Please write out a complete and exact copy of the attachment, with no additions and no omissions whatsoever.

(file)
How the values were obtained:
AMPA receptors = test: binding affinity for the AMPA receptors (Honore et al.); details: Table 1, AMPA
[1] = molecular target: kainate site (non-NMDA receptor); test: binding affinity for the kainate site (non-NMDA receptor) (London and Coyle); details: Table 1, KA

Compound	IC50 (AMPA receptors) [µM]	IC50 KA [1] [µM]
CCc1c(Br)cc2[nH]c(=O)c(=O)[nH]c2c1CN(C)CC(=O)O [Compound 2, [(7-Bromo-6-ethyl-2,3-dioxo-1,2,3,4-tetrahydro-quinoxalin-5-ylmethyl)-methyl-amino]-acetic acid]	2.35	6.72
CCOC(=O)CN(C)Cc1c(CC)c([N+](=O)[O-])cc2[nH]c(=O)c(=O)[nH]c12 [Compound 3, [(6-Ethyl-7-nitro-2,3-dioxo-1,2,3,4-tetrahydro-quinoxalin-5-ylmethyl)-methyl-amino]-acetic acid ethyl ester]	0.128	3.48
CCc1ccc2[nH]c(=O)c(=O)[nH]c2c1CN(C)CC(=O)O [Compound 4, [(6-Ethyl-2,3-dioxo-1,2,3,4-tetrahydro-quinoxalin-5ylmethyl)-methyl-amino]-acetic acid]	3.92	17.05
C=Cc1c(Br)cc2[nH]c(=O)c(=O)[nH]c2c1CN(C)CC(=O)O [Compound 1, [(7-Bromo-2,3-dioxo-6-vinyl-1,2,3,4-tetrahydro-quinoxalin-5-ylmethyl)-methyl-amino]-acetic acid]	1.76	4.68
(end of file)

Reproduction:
How the values were obtained:
AMPA receptors = test: binding affinity for the AMPA receptors (Honore et al.); details: Table 1, AMPA
[1] = molecular target: kainate site (non-NMDA receptor); test: binding affinity for the kainate site (non-NMDA receptor) (London and Coyle); details: Table 1, KA

Compound	IC50 (AMPA receptors) [µM]	IC50 KA [1] [µM]
CCc1c(Br)cc2[nH]c(=O)c(=O)[nH]c2c1CN(C)CC(=O)O [Compound 2, [(7-Bromo-6-ethyl-2,3-dioxo-1,2,3,4-tetrahydro-quinoxalin-5-ylmethyl)-methyl-amino]-acetic acid]	2.35	6.72
CCOC(=O)CN(C)Cc1c(CC)c([N+](=O)[O-])cc2[nH]c(=O)c(=O)[nH]c12 [Compound 3, [(6-Ethyl-7-nitro-2,3-dioxo-1,2,3,4-tetrahydro-quinoxalin-5-ylmethyl)-methyl-amino]-acetic acid ethyl ester]	0.128	3.48
CCc1ccc2[nH]c(=O)c(=O)[nH]c2c1CN(C)CC(=O)O [Compound 4, [(6-Ethyl-2,3-dioxo-1,2,3,4-tetrahydro-quinoxalin-5ylmethyl)-methyl-amino]-acetic acid]	3.92	17.05
C=Cc1c(Br)cc2[nH]c(=O)c(=O)[nH]c2c1CN(C)CC(=O)O [Compound 1, [(7-Bromo-2,3-dioxo-6-vinyl-1,2,3,4-tetrahydro-quinoxalin-5-ylmethyl)-methyl-amino]-acetic acid]	1.76	4.68